So, that’s the organoleptic distinction: hand decanted olive oil tastes better.

But is there more to it than that? What about integrity? What about preserving Berber tradition in this Southern Mediterranean region? What about slowing down and recognizing that increased volume and speed are not always better?  

Why is  à la feuille so essential to the olive oil making process for Les Moulins Mahjoub?

Mahjid says, “More to not break the thread of a family daydream. I [do not] hate technical process. My attachment is ancient, and as a symbol…this classic system  à la feuille [is] an incredible creative expression in that the oil is set on the gesture and not just the machine. There is a strange intensity of passion in this process [and] an immense talent, but the modern process…sterilizes us [while] à la feuille feels wonderfully the soul of the olive tree.”

Majid’s poeticism in how he speaks is also present in the Mahjoub family’s philosophy and approach to growing and processing food. The à la feuille process–along with the core principles of Les Moulins Mahjoub–is the antithesis of the profit-over-quality approach we see globally with food production.

And you can taste the difference.

What is the difference? Well, in the most literal sense, the difference is a superior-tasting olive oil: delicious, apple-green, vegetal, unfiltered, soft and clean.

But it is more than just those organoleptic distinctions. It’s an olive oil that embodies the rich traditions of the Berber tribe, traditions that the Mahjoubs honor in all of their products.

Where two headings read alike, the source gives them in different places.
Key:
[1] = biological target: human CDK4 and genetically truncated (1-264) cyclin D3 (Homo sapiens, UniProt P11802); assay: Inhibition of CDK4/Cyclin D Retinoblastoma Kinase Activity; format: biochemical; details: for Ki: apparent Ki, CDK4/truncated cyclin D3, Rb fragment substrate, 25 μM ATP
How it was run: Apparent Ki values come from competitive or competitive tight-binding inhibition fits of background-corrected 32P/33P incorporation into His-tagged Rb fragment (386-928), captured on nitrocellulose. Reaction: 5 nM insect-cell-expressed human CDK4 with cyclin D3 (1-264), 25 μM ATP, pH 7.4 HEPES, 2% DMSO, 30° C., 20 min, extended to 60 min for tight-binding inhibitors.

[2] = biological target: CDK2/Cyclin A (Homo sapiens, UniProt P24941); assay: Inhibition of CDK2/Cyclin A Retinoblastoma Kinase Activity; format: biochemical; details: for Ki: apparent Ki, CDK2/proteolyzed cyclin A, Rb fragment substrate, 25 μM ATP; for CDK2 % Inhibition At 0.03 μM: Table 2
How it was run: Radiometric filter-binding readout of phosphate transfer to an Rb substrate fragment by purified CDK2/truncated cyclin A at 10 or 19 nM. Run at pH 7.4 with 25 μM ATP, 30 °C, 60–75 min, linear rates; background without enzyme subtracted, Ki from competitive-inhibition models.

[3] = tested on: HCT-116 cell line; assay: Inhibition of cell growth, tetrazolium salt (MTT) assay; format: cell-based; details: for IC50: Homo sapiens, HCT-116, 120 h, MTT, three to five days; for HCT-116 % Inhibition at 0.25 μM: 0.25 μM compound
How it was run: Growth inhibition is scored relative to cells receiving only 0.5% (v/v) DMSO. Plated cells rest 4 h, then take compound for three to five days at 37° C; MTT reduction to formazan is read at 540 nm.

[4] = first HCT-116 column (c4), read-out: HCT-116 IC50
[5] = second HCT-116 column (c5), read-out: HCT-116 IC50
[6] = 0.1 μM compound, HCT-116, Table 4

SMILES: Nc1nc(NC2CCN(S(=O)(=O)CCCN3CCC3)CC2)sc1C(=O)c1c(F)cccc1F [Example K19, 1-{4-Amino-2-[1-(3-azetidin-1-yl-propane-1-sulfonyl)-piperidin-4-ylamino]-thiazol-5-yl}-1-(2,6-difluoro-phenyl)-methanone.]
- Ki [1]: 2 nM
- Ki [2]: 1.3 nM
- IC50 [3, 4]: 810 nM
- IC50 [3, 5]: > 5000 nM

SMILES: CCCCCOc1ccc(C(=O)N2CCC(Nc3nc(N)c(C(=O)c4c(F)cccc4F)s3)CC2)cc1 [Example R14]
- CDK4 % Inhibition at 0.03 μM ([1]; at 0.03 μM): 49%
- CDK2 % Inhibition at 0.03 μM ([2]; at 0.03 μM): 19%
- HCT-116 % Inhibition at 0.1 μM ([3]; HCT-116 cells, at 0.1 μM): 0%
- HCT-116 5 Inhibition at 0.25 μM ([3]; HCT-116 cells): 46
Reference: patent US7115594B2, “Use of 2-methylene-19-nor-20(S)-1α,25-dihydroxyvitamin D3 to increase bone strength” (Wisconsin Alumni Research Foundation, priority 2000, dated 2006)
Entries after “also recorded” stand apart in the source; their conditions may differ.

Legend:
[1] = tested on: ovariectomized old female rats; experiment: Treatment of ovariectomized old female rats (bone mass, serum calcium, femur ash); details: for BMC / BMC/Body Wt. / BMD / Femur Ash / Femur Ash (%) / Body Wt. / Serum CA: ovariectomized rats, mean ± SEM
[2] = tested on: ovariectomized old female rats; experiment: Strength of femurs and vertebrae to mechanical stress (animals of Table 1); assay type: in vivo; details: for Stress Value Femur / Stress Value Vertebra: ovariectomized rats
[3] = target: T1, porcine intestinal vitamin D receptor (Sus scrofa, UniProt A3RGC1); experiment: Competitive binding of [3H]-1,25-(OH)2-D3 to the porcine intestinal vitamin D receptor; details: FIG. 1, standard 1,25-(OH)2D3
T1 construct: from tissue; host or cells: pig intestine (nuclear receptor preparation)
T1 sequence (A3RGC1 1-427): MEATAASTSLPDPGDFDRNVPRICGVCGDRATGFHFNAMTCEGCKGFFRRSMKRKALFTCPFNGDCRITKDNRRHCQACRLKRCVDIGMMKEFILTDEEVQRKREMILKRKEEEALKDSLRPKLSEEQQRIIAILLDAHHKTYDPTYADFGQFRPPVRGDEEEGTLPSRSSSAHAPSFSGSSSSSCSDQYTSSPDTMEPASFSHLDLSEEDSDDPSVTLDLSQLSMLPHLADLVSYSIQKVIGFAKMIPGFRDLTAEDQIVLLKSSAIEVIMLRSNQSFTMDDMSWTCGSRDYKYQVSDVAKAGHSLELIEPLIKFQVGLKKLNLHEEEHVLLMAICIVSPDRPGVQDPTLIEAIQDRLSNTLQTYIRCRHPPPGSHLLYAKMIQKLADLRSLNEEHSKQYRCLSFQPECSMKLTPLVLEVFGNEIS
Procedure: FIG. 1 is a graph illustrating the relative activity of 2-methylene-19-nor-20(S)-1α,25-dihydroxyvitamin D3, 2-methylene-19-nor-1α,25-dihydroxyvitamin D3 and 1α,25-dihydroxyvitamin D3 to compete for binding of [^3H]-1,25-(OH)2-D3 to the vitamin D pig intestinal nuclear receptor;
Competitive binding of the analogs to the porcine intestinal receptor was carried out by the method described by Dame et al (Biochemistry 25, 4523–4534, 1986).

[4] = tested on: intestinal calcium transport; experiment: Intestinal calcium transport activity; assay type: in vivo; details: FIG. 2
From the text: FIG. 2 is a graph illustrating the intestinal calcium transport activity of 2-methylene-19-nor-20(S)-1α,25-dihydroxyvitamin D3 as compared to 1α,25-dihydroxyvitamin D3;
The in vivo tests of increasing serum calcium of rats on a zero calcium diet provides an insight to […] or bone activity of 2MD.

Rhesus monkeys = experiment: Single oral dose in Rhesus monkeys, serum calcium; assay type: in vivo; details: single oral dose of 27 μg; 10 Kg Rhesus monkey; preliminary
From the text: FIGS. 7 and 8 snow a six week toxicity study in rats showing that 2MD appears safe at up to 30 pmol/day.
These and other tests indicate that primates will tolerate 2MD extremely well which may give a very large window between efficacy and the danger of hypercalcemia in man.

Even if you don’t consider yourself a lover of poetry, know that the passion of Majid’s words describing their olive oil literally goes into every step of the process of getting that oil into the bottle:

“It is an absolute botanic case, its gustative glamour changes according to various circumstances….experience…an unprecedented exaltation; the early produce, just to be tasted after the harvest.

The new early oil produce is a winter tenderness…and its voluptuousness is enjoyed.

In Spring, its tone becomes less sharp, softer. Less thick with lavishly generous and fragile substances.

In Summer,…it is lightly clothed…replacing breathing, it moves along, down the throat majestically.”

These are the words of the man, of the family, who pour their passion into their products.

They slow down, they don’t cut corners and the whole process is based in tradition and integrity.

And that is the difference.

 Written by Leska Tomash